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Please see the following code:

import core.vararg, std.stdio;

void main() {
    foo(1);
}

void foo(...) {
    va_list arguments;
    for(int i; i<10; ++i) {
        va_copy(arguments, _argptr);
        writeln(arguments," ", va_arg!(int)(arguments));
    }
}

Output:

7FFF61F21AE0 1
7FFF61F21AE0 0
7FFF61F21AE0 4387892
7FFF61F21AE0 0
7FFF61F21AE0 38
7FFF61F21AE0 1643256688
7FFF61F21AE0 4387915
7FFF61F21AE0 1
7FFF61F21AE0 27734032
7FFF61F21AE0 1005847240

As you can see, var_arg is producing garbage. The first call always returns the correct value however.

What's wrong here? The source code for core.vararg is very simple and I couldn't spot anything that changes the underlying data at 7FFF61F21AE0

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1 Answer 1

7FFF61F21AE0 looks like a 64-bit address. Note that core.vararg forwards its implementation to core.stdc.stdarg for platforms other than X86.

The 64-bit implementation is here: https://github.com/D-Programming-Language/druntime/blob/master/src/core/stdc/stdarg.d#L84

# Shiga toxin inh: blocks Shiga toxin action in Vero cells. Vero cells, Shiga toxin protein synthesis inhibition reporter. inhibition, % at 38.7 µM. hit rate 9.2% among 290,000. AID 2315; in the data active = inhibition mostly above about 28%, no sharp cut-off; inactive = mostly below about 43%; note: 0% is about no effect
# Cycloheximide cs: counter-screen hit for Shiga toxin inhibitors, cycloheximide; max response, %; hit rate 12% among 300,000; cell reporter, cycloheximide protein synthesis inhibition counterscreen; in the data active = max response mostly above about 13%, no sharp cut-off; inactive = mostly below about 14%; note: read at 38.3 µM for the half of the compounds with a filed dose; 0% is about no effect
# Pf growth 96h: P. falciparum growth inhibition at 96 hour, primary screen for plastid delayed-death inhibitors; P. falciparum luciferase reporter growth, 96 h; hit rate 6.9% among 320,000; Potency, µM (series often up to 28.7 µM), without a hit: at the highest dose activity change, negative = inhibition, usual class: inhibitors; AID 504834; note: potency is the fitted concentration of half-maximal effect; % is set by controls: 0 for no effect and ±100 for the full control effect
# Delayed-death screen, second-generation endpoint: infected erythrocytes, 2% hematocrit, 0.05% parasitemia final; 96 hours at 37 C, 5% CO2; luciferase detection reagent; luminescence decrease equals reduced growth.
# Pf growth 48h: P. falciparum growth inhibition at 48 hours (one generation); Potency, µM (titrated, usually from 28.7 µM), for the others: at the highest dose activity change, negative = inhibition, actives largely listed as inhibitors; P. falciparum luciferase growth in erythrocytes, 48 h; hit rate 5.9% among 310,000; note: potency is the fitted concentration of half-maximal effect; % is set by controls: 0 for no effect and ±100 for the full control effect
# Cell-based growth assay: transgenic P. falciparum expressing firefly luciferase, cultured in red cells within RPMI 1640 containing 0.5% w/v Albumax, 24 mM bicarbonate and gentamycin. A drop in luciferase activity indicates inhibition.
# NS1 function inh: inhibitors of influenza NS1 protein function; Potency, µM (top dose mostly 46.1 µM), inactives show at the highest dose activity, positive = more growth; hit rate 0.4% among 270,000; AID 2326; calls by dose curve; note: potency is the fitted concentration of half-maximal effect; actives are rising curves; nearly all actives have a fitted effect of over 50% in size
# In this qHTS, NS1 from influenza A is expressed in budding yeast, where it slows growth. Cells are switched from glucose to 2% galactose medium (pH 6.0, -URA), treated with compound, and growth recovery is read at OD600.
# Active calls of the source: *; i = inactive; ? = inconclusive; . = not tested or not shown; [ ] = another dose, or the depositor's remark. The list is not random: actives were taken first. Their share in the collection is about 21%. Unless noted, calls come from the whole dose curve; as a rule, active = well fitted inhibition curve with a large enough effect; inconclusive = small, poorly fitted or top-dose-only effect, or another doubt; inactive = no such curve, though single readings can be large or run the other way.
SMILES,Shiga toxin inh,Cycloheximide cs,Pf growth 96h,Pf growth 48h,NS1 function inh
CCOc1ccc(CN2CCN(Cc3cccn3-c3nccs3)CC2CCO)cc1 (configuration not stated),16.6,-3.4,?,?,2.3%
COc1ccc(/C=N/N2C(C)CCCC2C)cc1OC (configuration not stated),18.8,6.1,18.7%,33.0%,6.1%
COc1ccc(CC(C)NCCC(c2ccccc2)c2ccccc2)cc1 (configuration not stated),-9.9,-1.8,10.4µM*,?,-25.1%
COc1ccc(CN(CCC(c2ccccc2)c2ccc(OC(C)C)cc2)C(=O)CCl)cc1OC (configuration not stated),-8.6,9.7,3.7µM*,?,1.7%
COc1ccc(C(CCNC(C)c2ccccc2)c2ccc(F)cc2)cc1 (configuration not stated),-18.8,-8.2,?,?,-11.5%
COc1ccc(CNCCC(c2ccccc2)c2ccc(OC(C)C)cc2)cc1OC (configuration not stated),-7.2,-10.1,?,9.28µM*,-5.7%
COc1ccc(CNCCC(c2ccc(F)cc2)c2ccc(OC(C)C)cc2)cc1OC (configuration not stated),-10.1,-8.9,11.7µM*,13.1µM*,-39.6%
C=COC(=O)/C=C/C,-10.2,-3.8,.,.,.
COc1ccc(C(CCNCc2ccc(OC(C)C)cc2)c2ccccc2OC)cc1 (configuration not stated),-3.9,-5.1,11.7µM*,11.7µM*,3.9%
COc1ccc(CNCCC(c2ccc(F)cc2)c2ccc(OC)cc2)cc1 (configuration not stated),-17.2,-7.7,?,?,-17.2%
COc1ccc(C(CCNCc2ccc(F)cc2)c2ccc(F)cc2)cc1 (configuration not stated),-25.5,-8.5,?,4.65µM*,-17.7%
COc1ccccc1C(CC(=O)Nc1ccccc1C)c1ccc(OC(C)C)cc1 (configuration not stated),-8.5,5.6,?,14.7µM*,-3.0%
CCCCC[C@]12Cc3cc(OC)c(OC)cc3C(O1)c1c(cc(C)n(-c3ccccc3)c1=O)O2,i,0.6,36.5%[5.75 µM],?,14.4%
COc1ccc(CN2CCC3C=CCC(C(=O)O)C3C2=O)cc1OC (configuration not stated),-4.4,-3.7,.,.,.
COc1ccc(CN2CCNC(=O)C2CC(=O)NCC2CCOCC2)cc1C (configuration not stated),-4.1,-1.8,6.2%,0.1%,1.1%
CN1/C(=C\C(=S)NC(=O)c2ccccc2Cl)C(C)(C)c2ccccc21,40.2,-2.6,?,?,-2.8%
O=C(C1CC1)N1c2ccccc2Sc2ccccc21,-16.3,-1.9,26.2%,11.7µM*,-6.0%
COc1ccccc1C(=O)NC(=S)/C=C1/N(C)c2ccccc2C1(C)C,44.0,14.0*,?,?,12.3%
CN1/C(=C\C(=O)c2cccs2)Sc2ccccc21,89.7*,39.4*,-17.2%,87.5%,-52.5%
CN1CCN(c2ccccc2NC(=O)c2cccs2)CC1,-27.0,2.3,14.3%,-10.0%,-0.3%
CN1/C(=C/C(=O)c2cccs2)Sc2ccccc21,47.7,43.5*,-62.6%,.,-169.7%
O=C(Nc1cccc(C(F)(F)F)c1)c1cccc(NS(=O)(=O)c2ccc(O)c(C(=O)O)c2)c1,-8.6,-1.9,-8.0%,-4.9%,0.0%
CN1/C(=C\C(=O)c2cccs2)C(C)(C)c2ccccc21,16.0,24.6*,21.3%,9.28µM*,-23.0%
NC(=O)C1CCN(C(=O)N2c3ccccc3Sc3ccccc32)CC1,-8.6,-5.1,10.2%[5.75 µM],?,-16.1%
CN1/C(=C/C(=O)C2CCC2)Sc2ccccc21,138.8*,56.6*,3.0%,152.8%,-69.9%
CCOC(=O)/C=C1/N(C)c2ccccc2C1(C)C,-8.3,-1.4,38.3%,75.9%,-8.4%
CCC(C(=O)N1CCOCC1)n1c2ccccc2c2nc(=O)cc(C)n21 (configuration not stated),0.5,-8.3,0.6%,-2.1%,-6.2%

The obvious explanation for the code in the example would be that the module is used incorrectly (no va_start call), I think.

share|improve this answer
    
Ah, I see. I don't believe that any call to va_start is needed to use core.vararg (there aren't any in the examples here: dlang.org/function.html). However, there is for core.stdc.stdarg so that must be what's happening to me –  John_C Jul 11 '12 at 13:20
    
No, whatever i do, whether compiled using x86 or x86_64 and using either syntax, the pointer stays on the same address but va_arg reads the arguments sequentially and then moves on into garbage, despite va_copy being used. –  John_C Jul 11 '12 at 21:53

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